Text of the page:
Kathmandu, Dec 8 (UNI) The World Bank has approved its largest ever support package of 253 million dollars to Nepal for development of basic infrastructure and empowering the rural poor.
The new support package doubles the amount of development resources currently available from the Bank to Nepal. It aims at improving access to basic and primary education, enhance irrigation, expand rural roads, and improve living conditions and livelihoods.
World Bank Vice President for South Asia, Praful Patel, said the grant program intends to support government implementation of a development program that enjoys the backing of the seven party coalition in their efforts to sustain peace and build a new Nepal, press release issued by the bank said.
''We all know that peace is needed for development. But in Nepal development is needed for peace,'' he said, adding reinforcing the peace through development was an inspiring message for the people of Nepal who were demanding a positive change.
''Inequality and social exclusion are among Nepal's foremost development challenges,'' said Susan Goldmark, World Bank Country Director for Nepal.
The 100 million dollars for the Poverty Alleviation Fund Project II (PAF II) supports another community-driven development (CDD) program that has reached over 900,000 rural Nepalis over the last three years.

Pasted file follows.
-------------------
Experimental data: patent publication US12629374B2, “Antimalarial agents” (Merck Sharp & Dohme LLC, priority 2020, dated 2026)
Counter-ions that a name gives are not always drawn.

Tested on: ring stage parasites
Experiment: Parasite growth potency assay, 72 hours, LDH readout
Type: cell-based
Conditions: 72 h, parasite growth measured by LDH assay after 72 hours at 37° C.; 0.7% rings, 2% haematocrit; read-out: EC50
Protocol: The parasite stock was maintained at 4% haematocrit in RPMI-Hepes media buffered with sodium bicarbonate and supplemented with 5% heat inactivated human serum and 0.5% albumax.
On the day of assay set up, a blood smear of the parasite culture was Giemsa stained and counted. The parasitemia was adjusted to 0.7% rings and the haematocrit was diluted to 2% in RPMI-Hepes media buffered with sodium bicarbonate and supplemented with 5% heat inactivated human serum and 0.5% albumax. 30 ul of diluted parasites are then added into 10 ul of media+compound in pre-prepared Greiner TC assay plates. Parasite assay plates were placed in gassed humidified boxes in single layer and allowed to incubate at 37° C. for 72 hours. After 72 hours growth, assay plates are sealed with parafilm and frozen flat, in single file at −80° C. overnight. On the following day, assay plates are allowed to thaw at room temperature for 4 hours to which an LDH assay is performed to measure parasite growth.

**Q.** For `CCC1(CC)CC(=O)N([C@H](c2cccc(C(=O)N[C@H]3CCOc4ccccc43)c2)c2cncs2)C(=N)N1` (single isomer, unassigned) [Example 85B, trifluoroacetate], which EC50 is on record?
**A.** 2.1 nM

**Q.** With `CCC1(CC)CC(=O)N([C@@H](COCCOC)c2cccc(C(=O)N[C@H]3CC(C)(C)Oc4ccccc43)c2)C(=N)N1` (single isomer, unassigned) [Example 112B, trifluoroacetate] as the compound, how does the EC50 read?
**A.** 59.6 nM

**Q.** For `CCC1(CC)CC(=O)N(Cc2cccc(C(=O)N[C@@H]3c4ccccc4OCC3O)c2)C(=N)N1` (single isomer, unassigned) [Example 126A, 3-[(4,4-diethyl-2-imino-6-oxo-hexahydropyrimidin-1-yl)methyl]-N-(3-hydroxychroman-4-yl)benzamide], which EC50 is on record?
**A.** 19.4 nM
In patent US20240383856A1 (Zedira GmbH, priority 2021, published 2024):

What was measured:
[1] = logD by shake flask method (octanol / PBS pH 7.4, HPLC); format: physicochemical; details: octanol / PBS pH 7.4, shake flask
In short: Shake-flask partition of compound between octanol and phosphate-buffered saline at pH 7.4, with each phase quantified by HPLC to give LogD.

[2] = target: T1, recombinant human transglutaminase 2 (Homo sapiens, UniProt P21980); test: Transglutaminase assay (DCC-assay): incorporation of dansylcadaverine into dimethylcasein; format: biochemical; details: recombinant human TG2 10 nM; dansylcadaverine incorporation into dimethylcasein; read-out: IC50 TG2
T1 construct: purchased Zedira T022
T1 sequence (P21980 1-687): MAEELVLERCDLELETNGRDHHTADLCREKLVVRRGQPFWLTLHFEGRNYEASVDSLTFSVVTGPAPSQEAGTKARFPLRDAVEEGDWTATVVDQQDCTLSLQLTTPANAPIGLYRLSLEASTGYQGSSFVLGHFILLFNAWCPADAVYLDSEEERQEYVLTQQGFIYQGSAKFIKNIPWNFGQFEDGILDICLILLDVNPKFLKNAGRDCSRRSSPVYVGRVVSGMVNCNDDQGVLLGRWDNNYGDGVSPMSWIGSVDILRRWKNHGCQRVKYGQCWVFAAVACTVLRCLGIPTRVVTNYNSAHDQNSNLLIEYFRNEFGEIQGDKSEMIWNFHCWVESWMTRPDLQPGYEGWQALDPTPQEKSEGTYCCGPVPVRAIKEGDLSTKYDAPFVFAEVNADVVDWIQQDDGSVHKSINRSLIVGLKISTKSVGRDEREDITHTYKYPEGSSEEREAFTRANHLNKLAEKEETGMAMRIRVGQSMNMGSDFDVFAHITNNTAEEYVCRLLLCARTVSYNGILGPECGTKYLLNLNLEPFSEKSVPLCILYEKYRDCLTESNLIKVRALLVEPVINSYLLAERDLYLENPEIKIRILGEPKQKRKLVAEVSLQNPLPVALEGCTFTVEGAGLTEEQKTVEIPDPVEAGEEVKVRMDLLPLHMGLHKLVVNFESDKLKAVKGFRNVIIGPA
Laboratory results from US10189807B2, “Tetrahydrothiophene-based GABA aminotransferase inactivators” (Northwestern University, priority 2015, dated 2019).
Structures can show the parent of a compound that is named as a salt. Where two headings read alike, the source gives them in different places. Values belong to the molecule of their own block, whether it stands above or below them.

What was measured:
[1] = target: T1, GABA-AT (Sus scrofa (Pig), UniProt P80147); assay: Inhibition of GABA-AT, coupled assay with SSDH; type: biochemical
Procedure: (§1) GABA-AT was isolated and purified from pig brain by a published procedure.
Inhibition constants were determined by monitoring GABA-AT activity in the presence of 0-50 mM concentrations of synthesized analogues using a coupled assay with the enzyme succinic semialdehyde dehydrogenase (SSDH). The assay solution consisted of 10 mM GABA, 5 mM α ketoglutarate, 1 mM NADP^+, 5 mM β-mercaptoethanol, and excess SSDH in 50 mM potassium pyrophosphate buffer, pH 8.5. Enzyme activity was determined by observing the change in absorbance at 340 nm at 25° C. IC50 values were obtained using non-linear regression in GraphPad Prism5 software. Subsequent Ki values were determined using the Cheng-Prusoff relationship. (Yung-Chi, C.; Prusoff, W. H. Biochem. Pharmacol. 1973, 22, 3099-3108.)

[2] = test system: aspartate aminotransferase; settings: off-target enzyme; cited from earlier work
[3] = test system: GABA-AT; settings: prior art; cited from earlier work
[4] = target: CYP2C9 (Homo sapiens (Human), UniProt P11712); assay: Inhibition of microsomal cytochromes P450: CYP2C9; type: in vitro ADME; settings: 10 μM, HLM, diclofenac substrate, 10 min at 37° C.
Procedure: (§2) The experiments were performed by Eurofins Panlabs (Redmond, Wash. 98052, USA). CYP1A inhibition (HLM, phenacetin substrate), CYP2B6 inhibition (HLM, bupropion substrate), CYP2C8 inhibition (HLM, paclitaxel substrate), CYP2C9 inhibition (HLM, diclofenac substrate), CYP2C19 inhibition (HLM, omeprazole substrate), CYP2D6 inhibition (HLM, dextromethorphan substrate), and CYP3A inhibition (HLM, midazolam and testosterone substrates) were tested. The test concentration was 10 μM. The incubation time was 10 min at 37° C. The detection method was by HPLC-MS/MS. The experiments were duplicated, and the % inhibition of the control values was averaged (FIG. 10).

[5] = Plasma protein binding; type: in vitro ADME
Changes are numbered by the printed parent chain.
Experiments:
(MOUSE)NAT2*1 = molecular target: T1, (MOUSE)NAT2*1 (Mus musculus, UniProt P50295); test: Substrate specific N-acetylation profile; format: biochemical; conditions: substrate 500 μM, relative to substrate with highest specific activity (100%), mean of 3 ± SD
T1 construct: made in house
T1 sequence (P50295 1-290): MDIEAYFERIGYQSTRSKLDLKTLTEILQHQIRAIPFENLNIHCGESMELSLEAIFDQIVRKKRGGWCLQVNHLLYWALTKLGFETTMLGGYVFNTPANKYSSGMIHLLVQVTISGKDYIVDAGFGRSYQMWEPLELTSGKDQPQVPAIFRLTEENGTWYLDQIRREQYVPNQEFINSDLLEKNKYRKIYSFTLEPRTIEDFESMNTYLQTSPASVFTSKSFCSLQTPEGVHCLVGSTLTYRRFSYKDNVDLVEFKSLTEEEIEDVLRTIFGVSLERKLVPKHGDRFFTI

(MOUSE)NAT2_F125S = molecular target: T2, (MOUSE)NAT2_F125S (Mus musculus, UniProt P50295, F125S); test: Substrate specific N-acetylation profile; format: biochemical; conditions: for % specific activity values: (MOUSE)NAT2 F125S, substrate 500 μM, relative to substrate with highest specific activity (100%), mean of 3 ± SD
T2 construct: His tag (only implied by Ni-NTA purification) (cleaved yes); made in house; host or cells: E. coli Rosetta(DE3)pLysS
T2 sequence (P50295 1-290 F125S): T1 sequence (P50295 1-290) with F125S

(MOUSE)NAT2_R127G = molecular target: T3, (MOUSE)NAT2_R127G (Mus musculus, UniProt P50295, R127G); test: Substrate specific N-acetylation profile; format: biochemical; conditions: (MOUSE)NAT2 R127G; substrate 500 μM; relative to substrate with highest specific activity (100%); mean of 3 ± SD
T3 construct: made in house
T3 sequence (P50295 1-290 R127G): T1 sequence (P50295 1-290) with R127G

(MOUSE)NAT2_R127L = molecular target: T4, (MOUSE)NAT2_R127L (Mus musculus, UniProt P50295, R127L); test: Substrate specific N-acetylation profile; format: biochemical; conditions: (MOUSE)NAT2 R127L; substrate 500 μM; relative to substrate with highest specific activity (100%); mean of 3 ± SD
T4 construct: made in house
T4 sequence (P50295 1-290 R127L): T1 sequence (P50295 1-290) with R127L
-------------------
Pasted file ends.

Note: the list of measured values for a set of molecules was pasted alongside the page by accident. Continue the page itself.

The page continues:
Through income-generation activities and community infrastructure projects, it is designed to improve living conditions among the rural poor, with particular attention to excluded groups by reasons of gender, ethnicity, caste, and location. The project would cover all 75 districts in the country, and be accessible to some one million rural households.
The 60 million dollars in additional financing for the Education for All Project is designed to improve access to and benefits from basic and primary education for children, especially from disadvantaged groups, and literacy programs to poor adults.
The 50 million dollars for the Irrigation and Water Resources Management Project aims to improve irrigated agriculture productivity, management of selected irrigation schemes and enhance institutional capacity for integrated water resources management.
The 42.60 million dollars for the Road Sector Development Project would support upgrading roads in five hill districts to improve access to economic centers and social services.
It entails upgrading of about 297 km of existing dry-season roads/tracks to all-season standard with sealed gravel pavements selected from a pool of more than 1000 km of prioritised roads.